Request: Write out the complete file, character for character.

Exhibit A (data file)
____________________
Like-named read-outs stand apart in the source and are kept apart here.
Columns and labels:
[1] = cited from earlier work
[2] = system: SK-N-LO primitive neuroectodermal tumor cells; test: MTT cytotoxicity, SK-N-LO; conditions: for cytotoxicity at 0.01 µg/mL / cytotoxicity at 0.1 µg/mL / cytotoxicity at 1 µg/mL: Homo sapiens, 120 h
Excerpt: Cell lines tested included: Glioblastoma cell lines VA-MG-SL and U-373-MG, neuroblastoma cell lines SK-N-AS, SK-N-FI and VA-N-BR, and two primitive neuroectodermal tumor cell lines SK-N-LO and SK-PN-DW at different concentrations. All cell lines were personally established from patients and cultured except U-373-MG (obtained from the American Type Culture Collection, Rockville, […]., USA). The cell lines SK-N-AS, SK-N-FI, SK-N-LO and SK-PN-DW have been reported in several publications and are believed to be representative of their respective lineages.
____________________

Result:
Like-named read-outs stand apart in the source and are kept apart here.
Columns and labels:
[1] = cited from earlier work
[2] = system: SK-N-LO primitive neuroectodermal tumor cells; test: MTT cytotoxicity, SK-N-LO; conditions: for cytotoxicity at 0.01 µg/mL / cytotoxicity at 0.1 µg/mL / cytotoxicity at 1 µg/mL: Homo sapiens, 120 h
Excerpt: Cell lines tested included: Glioblastoma cell lines VA-MG-SL and U-373-MG, neuroblastoma cell lines SK-N-AS, SK-N-FI and VA-N-BR, and two primitive neuroectodermal tumor cell lines SK-N-LO and SK-PN-DW at different concentrations. All cell lines were personally established from patients and cultured except U-373-MG (obtained from the American Type Culture Collection, Rockville, […]., USA). The cell lines SK-N-AS, SK-N-FI, SK-N-LO and SK-PN-DW have been reported in several publications and are believed to be representative of their respective lineages.